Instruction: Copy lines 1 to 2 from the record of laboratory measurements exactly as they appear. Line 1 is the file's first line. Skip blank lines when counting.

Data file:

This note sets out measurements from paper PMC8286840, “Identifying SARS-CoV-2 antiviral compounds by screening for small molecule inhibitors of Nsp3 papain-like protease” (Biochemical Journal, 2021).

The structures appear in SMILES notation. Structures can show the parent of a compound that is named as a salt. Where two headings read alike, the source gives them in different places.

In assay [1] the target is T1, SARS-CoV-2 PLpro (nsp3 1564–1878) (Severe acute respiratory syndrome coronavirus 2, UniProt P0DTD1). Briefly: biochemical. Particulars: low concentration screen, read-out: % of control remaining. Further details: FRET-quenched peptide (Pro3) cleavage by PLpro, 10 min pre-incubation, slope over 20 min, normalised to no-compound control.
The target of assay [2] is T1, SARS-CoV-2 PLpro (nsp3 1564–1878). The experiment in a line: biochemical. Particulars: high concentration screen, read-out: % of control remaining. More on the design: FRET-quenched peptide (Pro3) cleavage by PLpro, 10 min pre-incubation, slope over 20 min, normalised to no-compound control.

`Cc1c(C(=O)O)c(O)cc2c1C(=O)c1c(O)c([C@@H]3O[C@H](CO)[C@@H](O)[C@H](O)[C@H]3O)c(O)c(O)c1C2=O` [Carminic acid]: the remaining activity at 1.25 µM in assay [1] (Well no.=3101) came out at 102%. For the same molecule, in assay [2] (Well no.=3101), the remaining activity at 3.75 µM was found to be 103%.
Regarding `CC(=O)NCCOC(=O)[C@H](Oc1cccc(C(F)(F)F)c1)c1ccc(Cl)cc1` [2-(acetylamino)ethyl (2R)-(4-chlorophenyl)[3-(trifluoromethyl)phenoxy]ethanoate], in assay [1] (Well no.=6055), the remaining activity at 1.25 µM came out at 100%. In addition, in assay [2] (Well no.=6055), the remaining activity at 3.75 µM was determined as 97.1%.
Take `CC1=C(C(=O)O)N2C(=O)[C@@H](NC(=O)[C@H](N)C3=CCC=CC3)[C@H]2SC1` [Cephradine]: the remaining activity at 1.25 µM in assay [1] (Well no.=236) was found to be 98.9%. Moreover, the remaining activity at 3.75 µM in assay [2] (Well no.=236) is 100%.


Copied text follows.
This note sets out measurements from paper PMC8286840, “Identifying SARS-CoV-2 antiviral compounds by screening for small molecule inhibitors of Nsp3 papain-like protease” (Biochemical Journal, 2021).

The structures appear in SMILES notation. Structures can show the parent of a compound that is named as a salt. Where two headings read alike, the source gives them in different places.